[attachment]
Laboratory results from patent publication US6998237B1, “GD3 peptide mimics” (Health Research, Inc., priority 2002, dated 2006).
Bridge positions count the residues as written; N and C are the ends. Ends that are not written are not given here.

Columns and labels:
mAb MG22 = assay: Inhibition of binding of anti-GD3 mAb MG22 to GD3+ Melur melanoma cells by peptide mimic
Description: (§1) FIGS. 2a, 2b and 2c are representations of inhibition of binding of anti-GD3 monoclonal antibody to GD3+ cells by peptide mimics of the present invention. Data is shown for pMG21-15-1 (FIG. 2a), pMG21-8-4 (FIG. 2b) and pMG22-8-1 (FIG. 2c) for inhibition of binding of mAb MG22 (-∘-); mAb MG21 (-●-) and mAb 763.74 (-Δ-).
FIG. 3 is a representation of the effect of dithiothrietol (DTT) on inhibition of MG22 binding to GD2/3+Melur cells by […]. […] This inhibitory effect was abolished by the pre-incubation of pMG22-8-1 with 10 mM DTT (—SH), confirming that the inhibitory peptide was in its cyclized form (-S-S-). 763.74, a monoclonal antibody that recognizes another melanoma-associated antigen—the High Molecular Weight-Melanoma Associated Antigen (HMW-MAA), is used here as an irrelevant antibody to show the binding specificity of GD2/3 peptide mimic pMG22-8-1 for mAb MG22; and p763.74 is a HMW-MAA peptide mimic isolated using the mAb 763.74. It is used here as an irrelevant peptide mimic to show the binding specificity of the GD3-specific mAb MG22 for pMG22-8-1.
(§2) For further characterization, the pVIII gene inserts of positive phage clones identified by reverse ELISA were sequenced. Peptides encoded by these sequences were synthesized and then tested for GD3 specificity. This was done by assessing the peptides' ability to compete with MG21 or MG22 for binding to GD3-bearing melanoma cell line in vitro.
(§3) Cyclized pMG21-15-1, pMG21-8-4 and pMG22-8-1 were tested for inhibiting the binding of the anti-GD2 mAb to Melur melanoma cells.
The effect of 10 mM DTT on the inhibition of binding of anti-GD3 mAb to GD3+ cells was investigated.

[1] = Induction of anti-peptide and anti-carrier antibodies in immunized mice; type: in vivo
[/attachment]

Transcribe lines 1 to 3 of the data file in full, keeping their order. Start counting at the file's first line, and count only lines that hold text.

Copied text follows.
Laboratory results from patent publication US6998237B1, “GD3 peptide mimics” (Health Research, Inc., priority 2002, dated 2006).
Bridge positions count the residues as written; N and C are the ends. Ends that are not written are not given here.

Columns and labels: